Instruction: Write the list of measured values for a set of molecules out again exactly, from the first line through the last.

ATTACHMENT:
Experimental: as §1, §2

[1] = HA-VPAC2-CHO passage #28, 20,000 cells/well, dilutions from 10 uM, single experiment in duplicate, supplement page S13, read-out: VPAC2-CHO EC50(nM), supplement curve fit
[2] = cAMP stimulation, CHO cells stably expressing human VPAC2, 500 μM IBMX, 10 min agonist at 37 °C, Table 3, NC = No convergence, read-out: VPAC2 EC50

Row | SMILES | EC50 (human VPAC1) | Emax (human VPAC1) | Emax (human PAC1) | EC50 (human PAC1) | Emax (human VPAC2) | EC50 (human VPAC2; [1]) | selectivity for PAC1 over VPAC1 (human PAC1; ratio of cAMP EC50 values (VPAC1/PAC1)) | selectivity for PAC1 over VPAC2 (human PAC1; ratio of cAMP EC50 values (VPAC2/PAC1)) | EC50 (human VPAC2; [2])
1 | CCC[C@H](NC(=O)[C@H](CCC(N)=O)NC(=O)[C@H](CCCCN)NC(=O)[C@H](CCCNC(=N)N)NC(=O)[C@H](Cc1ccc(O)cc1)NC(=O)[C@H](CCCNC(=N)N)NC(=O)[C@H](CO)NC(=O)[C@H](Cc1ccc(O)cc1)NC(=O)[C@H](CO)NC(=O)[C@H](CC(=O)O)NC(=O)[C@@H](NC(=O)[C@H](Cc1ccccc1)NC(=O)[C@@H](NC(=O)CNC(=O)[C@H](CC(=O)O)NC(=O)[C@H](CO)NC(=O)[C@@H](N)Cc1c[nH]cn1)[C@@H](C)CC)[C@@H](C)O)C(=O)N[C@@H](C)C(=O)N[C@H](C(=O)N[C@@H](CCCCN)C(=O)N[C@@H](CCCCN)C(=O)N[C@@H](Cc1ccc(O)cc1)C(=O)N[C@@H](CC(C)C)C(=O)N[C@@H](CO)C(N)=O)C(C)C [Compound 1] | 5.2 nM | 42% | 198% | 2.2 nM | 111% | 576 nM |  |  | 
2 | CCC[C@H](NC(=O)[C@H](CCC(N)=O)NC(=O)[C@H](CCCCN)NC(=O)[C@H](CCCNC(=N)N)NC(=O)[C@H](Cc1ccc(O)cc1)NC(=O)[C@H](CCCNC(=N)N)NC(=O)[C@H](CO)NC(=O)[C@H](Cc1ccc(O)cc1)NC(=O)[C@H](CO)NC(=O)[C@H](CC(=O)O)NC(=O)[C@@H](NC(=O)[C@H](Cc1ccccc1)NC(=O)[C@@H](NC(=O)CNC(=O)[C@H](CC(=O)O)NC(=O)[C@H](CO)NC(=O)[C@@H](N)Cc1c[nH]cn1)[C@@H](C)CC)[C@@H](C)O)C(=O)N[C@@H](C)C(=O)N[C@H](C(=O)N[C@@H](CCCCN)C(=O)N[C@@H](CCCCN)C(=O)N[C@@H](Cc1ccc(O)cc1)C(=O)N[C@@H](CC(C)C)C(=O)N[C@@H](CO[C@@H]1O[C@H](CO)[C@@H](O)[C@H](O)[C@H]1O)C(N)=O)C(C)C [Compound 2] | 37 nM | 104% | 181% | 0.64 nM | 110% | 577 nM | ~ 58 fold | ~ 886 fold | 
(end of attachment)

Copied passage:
Experimental: as §1, §2

[1] = HA-VPAC2-CHO passage #28, 20,000 cells/well, dilutions from 10 uM, single experiment in duplicate, supplement page S13, read-out: VPAC2-CHO EC50(nM), supplement curve fit
[2] = cAMP stimulation, CHO cells stably expressing human VPAC2, 500 μM IBMX, 10 min agonist at 37 °C, Table 3, NC = No convergence, read-out: VPAC2 EC50

Row | SMILES | EC50 (human VPAC1) | Emax (human VPAC1) | Emax (human PAC1) | EC50 (human PAC1) | Emax (human VPAC2) | EC50 (human VPAC2; [1]) | selectivity for PAC1 over VPAC1 (human PAC1; ratio of cAMP EC50 values (VPAC1/PAC1)) | selectivity for PAC1 over VPAC2 (human PAC1; ratio of cAMP EC50 values (VPAC2/PAC1)) | EC50 (human VPAC2; [2])
1 | CCC[C@H](NC(=O)[C@H](CCC(N)=O)NC(=O)[C@H](CCCCN)NC(=O)[C@H](CCCNC(=N)N)NC(=O)[C@H](Cc1ccc(O)cc1)NC(=O)[C@H](CCCNC(=N)N)NC(=O)[C@H](CO)NC(=O)[C@H](Cc1ccc(O)cc1)NC(=O)[C@H](CO)NC(=O)[C@H](CC(=O)O)NC(=O)[C@@H](NC(=O)[C@H](Cc1ccccc1)NC(=O)[C@@H](NC(=O)CNC(=O)[C@H](CC(=O)O)NC(=O)[C@H](CO)NC(=O)[C@@H](N)Cc1c[nH]cn1)[C@@H](C)CC)[C@@H](C)O)C(=O)N[C@@H](C)C(=O)N[C@H](C(=O)N[C@@H](CCCCN)C(=O)N[C@@H](CCCCN)C(=O)N[C@@H](Cc1ccc(O)cc1)C(=O)N[C@@H](CC(C)C)C(=O)N[C@@H](CO)C(N)=O)C(C)C [Compound 1] | 5.2 nM | 42% | 198% | 2.2 nM | 111% | 576 nM |  |  | 
2 | CCC[C@H](NC(=O)[C@H](CCC(N)=O)NC(=O)[C@H](CCCCN)NC(=O)[C@H](CCCNC(=N)N)NC(=O)[C@H](Cc1ccc(O)cc1)NC(=O)[C@H](CCCNC(=N)N)NC(=O)[C@H](CO)NC(=O)[C@H](Cc1ccc(O)cc1)NC(=O)[C@H](CO)NC(=O)[C@H](CC(=O)O)NC(=O)[C@@H](NC(=O)[C@H](Cc1ccccc1)NC(=O)[C@@H](NC(=O)CNC(=O)[C@H](CC(=O)O)NC(=O)[C@H](CO)NC(=O)[C@@H](N)Cc1c[nH]cn1)[C@@H](C)CC)[C@@H](C)O)C(=O)N[C@@H](C)C(=O)N[C@H](C(=O)N[C@@H](CCCCN)C(=O)N[C@@H](CCCCN)C(=O)N[C@@H](Cc1ccc(O)cc1)C(=O)N[C@@H](CC(C)C)C(=O)N[C@@H](CO[C@@H]1O[C@H](CO)[C@@H](O)[C@H](O)[C@H]1O)C(N)=O)C(C)C [Compound 2] | 37 nM | 104% | 181% | 0.64 nM | 110% | 577 nM | ~ 58 fold | ~ 886 fold | 